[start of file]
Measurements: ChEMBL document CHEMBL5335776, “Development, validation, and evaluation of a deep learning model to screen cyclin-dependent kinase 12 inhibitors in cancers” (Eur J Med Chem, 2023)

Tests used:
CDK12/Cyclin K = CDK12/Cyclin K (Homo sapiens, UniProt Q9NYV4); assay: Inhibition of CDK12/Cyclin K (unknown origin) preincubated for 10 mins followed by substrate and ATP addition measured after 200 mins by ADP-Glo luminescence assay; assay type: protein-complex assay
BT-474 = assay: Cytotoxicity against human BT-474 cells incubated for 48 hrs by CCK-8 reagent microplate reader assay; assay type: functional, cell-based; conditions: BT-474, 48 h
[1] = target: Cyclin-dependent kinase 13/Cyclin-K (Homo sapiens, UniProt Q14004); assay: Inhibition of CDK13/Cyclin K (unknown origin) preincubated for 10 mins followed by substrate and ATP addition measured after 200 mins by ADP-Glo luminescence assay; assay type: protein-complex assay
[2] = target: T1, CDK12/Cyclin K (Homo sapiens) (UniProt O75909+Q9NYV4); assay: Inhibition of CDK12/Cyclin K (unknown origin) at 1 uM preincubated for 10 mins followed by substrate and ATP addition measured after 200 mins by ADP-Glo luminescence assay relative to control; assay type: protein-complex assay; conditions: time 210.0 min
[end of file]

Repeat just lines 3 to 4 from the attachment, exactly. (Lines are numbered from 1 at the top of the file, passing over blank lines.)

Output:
CDK12/Cyclin K = CDK12/Cyclin K (Homo sapiens, UniProt Q9NYV4); assay: Inhibition of CDK12/Cyclin K (unknown origin) preincubated for 10 mins followed by substrate and ATP addition measured after 200 mins by ADP-Glo luminescence assay; assay type: protein-complex assay
BT-474 = assay: Cytotoxicity against human BT-474 cells incubated for 48 hrs by CCK-8 reagent microplate reader assay; assay type: functional, cell-based; conditions: BT-474, 48 h